1.Initial mass of the hydrated salt CuSO4 * xH2O (s) was calculated:mass of crucible and hydrate before heating – mass of empty crucible = mass of hydrate31.05 – 29.34=1.71 (g) (+/- 0.05g)2.The mass, and hence the number of moles of anhydrous salt that remained was calculated, using the molar mass of the anhydrous salt used:m= 30.44- 29.34 = 1.1 (g) (+/- 0.05 g)MCuSO4 = 63.5 + 32 + 4 * 16 = 159.5 (g/mol) (+/- 0.5 g/mol)n= 1.1 : 159.5 = 0.00690 (mol) (rounded to 3sf)3.The mass and hence the number of moles of water lost from the salt was calculated:m= 1.71- 1.1 = 0.61 (g) (0.05g)MH2O= 2 + 16 = 18 (g/mol) (+/- 0.5 g/mol)n= 0.61 : 18= 0.0339 (mol) (rounded to 3sf)4.
The number of moles of water that are combined with one mole of the salt was calculated:0.0339 : 0.0069 = 4.91 (rounded to 3sf)5.Bearing in mind, that the number of moles should be an integer, the formula of the hydrate was found: 4.91= 5 → CuSO4 * 5H2O6.The percentage of water in the sample of hydrate was calculated:0.61 : 1.71 * 100% = 35.7 % (rounded to 3sf)7.The actual percentage of water in a hydrated copper sulfate was calculated: (5 * 18) : (159.5 + 5 * 18) * 100% = 36.1% (rounded to 3sf)8.The percent error in this experiment was calculated:I (36.1% – 35.7 %) : 36.1% I * 100%= 1.11% (rounded to 3sf) Table 3 summarizes all results of the calculations made during data analysis.Table 3 : Results of all calculations made during data analysis.Quantity measuredResultInitial mass of the hydrate1.71 (g) (+/- 0.05g)The mass of anhydrous salt1.1 (g) (+/- 0.05g)
The number of moles of anhydrous salt0.00690 (mol) (rounded to 3sf)The mass of water driven off0.61 (g) (+/- 0.05g)The number of moles of water driven off0.0339 (mol) (rounded to 3sf)The number of moles of water combined with one mole of the salt4.91 (rounded to 3sf) ~ 5Percentage of water in the sample of hydrate35.7 % (rounded to 3sf)Actual percentage of water in the hydrate36.1% (rounded to 3sf)Percent error in the experiment 1.11% (rounded to 3sf)
CONCLUSION AND EVALUATION
The data support the alternate hypothesis that in a hydrated copper (II) sulfate one mole of salt is combined with five moles of water. The possible explanation for the observations follows. When the salt is heated, the temperature of the hydrate is so high, that water molecules evaporate. In result, the color and size of salt’s crystals changes. This explains, why the salt’ s crystals were white and smaller after heating. When the anhydrous salt is added to the water, water molecules attach themselves to hydrate’s ions. When solution is evaporated, water molecules are so strongly attached to the ions, that they remain and become incorporated into the crystal structure. This explains, why after adding a few drops to the anhydrous copper sulfate, the solution became blue. This means also, that the process of discharging water from a hydrate is reversible (the anhydrous salt can bind water molecules again). Although the data support the hypothesis, the number of moles of water in the sample, which was obtained from the calculations, wasn’t exactly the same as the actual value ( it had to be approximated).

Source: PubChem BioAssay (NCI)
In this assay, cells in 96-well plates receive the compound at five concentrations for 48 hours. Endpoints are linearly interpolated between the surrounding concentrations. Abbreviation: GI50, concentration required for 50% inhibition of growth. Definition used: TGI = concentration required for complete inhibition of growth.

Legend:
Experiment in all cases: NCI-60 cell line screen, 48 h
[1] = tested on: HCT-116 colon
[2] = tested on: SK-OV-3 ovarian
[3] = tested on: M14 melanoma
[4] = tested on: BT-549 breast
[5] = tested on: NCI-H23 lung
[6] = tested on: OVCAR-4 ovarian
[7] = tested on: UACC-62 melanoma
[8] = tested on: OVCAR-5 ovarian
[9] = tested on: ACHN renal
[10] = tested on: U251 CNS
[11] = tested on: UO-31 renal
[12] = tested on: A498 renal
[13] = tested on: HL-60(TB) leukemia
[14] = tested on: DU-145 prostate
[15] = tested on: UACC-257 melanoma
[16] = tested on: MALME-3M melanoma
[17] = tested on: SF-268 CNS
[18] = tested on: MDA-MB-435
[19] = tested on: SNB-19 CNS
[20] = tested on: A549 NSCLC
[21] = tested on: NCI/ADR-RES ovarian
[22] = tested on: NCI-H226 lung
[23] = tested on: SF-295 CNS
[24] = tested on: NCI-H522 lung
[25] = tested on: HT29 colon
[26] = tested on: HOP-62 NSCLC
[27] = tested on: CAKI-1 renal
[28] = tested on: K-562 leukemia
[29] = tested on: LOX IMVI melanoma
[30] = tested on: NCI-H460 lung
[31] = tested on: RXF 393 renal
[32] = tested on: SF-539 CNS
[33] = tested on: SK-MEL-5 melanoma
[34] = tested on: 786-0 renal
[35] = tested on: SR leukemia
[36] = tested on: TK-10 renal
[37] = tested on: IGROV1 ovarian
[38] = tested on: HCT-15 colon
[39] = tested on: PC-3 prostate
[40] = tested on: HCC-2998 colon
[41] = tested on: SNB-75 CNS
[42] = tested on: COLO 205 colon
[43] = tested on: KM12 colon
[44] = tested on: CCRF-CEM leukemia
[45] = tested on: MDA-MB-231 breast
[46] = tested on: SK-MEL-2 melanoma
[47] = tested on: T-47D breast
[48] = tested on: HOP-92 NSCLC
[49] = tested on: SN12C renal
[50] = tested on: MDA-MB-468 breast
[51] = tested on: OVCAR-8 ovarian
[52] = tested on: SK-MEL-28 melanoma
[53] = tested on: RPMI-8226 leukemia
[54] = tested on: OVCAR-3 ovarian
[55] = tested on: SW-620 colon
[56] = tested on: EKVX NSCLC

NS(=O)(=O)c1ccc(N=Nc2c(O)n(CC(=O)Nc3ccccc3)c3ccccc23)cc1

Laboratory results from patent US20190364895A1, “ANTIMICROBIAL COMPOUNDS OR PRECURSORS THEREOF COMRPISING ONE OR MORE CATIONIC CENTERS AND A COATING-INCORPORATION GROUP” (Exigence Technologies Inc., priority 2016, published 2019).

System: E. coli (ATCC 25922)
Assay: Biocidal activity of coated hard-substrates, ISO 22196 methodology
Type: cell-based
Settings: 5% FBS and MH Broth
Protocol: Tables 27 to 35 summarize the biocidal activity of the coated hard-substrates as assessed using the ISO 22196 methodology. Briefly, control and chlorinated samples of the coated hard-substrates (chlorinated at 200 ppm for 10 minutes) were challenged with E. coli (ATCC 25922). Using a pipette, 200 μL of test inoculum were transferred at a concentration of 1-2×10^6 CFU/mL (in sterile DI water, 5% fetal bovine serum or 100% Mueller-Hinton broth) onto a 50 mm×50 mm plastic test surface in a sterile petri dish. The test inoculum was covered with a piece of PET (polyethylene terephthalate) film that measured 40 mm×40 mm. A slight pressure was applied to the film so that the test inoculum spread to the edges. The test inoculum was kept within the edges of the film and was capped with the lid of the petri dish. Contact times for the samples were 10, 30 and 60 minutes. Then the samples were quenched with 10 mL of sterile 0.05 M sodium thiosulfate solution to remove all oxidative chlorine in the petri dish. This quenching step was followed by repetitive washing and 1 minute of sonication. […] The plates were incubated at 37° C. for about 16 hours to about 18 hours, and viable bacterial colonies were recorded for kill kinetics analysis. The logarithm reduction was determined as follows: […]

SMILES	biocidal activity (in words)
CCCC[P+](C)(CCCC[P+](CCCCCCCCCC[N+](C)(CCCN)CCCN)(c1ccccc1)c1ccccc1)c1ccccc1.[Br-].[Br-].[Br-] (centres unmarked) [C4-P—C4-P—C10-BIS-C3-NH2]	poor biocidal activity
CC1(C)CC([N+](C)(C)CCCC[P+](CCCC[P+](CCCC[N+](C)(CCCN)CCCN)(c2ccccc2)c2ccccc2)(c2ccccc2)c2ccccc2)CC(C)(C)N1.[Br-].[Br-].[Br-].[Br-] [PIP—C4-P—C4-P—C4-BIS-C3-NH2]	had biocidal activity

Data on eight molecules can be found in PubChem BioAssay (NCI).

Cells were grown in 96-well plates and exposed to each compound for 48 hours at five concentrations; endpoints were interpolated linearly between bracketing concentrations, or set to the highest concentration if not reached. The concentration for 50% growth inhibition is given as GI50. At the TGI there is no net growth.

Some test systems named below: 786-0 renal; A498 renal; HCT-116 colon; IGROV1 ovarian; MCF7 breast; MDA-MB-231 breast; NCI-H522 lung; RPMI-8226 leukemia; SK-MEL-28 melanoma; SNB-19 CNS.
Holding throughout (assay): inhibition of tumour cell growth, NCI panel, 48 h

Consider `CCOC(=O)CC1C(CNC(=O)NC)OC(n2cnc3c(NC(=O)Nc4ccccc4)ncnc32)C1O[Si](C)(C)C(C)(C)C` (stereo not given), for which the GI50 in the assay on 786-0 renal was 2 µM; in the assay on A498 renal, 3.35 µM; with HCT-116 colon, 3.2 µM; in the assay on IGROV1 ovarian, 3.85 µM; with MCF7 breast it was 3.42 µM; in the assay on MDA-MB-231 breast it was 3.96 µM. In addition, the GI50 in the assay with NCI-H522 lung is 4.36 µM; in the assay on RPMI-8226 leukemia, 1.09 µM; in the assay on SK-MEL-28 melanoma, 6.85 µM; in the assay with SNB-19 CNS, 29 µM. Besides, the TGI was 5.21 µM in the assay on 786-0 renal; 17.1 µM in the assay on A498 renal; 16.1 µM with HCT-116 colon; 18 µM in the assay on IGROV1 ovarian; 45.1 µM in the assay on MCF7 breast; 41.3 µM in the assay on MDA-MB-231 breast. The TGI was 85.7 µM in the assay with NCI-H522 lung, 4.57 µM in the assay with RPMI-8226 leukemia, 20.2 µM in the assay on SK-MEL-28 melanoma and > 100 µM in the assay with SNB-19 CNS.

The possible experimental errors, which can explain this are: systematic error – the measurements of the balance was accurate only to the first decimal placerandom errors- the mass of an anhydrous salt could be changed, because a little amount of the salt might possibly stay on a stirrer; the crucible and the contents were allowed to cool too long/ to short before finding their mass. The crucible should be cooled before weighing, not only because of safety, but also because of fact, that during cooling water may also evaporate. On the other hand after the crucible is cool, the weighing should be carried out as rapidly as possible, because the anhydrous salt remained is very hygroscopic, so it can bind the water from air- this results in change of mass of the salt. In order to significantly improve the accuracy of the result no stirrers during heating should be used. Then one of the possible random errors would be eliminated, because change in mass of the anhydrous salt wouldn’t occur. Instead of stirring, the crucible should be heated more gently, so the salt wouldn’t burn.
If possible, use of more accurate balance should be considered. This would lower the uncertainties of mass results. When the crucible is cooled, student’s reaction should be immediate- the sample should be weighed very quickly, but on the other hand weighting should not be carried out too early. It’s important to mention that the described technique cannot be used to determine the water of crystallization present in all salts. Some of them are unsuitable, because they are too resistant. They do not decompose before reaching their melting point. In those cases special techniques are needed. For example those hydrates can be dried in a melted form and then crystallized from anhydrous solvent.
Furthermore, gas hydrates are also unsuitable for described technique, because while heating both water and gas would be lost. In some cases dissolved gases would be dangerous, when heated under higher pressure and mixed with the air, for example ethylene discharged from ethanol would explode. That is why dehydration of ethanol is carried out by adding to it strong acid desiccant, for example sulfuric acid. Products of this reaction are water and either diethyl ether or ethylene.
1.http://en.wikipedia.org/wiki/Hydrate2.http://pl.wikipedia.org/wiki/Hydrat3.http://goto.glocalnet.net/ibweb/homepagelink.htm4.www.unit5.org/chemistry/christjs/9hydratelab.doc5.”A portfolio of Investigations for I.B. Chemistry”, Australia 19996.Internal assessment guide- material from biology seminaries